Objective Recklessness: Failure to Obtain Advice of Counsel is Relevant to Willfulness Inquiry

After the Federal Circuit released its Seagate decision, Patently-O asked a fair question: “What role, if any, is there for the thick, formal opinions explaining in detail why a particular patent is invalid, unenforceable, and/or not infringed?”

A recent decision by District of Delaware Chief Judge Gregory M. Sleet goes a long way in answering that question in this district. In its January 4th order, the Court stated that while Seagate “does effect a change in the standard for willfulness . . . it does not inform the totality of circumstances analysis for the objective recklessness standard . . . .” Therefore, “nothing in Seagate forbids a jury to consider whether a defendant obtained advice of counsel as part of the totality of the circumstances in determining willfulness.”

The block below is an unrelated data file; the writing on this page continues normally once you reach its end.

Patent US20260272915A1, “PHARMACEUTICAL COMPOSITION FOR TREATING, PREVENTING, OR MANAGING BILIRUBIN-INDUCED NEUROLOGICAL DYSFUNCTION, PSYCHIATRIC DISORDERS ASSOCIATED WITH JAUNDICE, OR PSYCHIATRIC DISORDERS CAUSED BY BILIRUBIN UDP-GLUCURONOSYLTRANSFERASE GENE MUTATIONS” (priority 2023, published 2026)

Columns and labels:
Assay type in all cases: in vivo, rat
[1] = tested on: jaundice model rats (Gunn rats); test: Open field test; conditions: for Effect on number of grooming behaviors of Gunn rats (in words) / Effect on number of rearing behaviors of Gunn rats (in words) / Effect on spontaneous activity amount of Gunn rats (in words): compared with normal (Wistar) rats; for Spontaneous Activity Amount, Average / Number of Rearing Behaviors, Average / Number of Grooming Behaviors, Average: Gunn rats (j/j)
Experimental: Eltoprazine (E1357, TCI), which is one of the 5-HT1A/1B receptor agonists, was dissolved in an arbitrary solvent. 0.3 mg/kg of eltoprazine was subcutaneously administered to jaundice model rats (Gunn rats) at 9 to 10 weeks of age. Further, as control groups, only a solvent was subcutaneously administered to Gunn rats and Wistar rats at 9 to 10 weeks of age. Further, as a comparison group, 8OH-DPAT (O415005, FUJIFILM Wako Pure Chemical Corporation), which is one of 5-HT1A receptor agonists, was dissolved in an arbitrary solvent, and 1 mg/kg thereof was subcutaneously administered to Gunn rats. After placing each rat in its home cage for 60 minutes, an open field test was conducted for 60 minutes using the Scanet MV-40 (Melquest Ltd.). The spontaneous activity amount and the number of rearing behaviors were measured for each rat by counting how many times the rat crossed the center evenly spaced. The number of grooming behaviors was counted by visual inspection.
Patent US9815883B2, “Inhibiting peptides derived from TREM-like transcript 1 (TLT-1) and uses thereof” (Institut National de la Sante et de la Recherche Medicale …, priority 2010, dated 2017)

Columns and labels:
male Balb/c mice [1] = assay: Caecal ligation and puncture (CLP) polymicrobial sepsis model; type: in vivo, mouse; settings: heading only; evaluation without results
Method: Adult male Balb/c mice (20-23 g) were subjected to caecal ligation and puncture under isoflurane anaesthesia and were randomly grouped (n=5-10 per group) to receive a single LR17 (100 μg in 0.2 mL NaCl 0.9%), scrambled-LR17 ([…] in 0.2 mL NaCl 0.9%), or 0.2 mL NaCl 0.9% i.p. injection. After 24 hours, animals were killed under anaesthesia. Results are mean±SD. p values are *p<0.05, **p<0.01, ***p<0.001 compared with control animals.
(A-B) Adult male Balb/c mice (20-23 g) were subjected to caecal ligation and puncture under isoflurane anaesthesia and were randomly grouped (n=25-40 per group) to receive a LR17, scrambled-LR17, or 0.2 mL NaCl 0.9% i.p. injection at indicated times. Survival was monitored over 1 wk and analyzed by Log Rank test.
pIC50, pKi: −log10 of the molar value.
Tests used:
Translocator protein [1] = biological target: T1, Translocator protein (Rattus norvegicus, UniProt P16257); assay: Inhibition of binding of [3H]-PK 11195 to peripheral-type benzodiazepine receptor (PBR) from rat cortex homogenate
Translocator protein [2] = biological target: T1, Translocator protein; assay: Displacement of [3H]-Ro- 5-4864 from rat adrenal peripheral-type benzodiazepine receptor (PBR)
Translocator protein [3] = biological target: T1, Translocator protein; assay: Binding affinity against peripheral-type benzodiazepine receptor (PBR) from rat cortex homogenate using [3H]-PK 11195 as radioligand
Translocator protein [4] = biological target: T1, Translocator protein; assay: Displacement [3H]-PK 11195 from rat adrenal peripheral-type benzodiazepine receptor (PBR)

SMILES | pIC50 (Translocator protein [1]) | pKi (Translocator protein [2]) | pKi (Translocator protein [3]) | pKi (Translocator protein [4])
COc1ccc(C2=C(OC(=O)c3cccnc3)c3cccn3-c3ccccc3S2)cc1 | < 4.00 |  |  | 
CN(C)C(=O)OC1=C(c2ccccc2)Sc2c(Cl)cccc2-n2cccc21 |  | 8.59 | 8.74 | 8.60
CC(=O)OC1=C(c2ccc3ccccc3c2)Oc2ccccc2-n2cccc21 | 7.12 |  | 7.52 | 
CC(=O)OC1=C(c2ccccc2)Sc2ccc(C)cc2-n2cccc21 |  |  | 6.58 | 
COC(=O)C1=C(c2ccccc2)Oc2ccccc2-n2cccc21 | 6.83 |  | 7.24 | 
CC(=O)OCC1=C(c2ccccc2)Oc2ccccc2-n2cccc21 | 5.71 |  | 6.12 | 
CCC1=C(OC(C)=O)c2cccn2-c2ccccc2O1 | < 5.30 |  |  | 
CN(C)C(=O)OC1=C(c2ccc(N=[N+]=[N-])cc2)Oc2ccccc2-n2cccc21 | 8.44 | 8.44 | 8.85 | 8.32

As a result, the Court allowed the evidence of defendants’ failure to obtain advice of counsel.

Energy Transportation Group Inc. v. William Demant Holding A/S, C.A. No. 05-422-GMS (D. Del. Jan. 4, 2008) (Sleet, C.J.).

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